Maar lees vooral in z'n geheel dit uitgebreidere artikel dat dezelfde auteur op 3 mei schreef in The Weekly Standard.
Hier uit First Things:
A more accurate understanding, as I wrote in a recent Weekly Standard article, would see that the first part of the scandals—the most evil, disgusting part—is basically over. For a variety of reasons, Catholics suffered through a corruption of their priests, centered around 1975, with the clergy’s percentage of sexual predators reaching new and vile levels. The Church now has in place stringent child-protection procedures, and the cases now being discussed, real and imagined, are more than a decade old.
The second part of the scandals, however, involves not the mostly dead criminals but the living institution. The bishops who ruled over those corrupt priests catastrophically failed to act. There were never a lot of these Catholic cases, but there were plenty enough—with every single one a horror, both in the act itself and in the failure of the bishops to react. The Catholic Church did not start the worldwide epidemic of child sexual abuse, and it did not materially advance it. But the bureaucracy of the Church did not do nearly enough to fight that epidemic when it broke out among its own clergy. And for these failures, every Catholic is paying—in nearly $3 billion of donations lost in court judgments, in suspicion of pastors, and in deep shame.
Insofar as anyone comes out well from all this, it is Pope Benedict. However much the narrative demands that he be pulled in, nothing yet published has held up to serious scrutiny. Which ought not, really, to be a surprise. This man was the one who actually saw there was a problem—the one who, in 2005, openly denounced the “filth in the Church and in the priesthood.” A Maltese abuse victim who met the pope this April told an interviewer, “I did not have any faith in priests. Now, after this moving experience, I have hope again. You people in Italy have a saint. Do you realize that? You have a saint!”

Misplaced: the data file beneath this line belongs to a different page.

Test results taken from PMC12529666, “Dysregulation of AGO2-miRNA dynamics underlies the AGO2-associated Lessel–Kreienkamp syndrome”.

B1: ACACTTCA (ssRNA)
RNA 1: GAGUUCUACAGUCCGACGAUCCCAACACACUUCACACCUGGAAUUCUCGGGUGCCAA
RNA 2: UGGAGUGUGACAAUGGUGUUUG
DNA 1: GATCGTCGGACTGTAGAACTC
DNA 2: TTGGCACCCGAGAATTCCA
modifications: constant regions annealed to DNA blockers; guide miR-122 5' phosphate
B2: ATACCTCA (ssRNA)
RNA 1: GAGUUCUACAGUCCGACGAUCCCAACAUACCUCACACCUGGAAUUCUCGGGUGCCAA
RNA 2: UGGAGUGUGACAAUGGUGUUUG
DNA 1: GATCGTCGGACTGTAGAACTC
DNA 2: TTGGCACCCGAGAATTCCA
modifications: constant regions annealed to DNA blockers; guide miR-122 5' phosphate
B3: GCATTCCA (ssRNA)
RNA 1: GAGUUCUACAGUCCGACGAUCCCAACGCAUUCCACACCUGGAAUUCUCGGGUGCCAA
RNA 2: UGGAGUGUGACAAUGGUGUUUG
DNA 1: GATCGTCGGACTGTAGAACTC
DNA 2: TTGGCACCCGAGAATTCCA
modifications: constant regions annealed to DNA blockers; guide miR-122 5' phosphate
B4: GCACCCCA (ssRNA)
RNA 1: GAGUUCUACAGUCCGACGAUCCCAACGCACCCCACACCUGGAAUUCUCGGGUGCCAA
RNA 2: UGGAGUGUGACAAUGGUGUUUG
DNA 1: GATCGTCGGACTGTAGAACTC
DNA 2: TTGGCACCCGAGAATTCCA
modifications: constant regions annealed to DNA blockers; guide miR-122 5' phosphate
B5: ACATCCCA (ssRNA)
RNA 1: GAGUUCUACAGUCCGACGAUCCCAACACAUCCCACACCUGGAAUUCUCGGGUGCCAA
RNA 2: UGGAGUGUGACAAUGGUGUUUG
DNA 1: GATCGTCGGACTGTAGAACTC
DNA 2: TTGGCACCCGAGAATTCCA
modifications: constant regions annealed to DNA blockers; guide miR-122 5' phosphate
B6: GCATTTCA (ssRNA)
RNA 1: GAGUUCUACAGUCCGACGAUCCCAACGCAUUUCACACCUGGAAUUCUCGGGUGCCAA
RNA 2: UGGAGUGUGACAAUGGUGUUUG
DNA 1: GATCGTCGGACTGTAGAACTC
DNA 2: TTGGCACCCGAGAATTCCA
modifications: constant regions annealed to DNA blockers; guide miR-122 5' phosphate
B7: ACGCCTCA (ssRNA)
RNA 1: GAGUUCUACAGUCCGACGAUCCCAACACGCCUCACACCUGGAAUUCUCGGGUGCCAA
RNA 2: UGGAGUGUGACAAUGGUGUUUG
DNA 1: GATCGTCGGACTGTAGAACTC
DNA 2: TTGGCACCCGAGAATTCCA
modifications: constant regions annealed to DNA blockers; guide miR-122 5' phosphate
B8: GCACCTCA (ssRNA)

Not that the Vatican has managed to tell this story. The responses of the bureaucracy in Rome have swung between unhelpful silences and wrong-headed whines. There may be good reasons not to play the publicity games—driven by media cycles and celebrity culture and dramas of shame and fame—in which the world is caught up these days. The wheels of Catholicism have always ground slowly, operating with a deliberation that will not, and should not, match the world’s hectic pace. Then again, there may be good reasons for the Church to take the world as it finds it, trying to move people toward Christ from where those people actually are.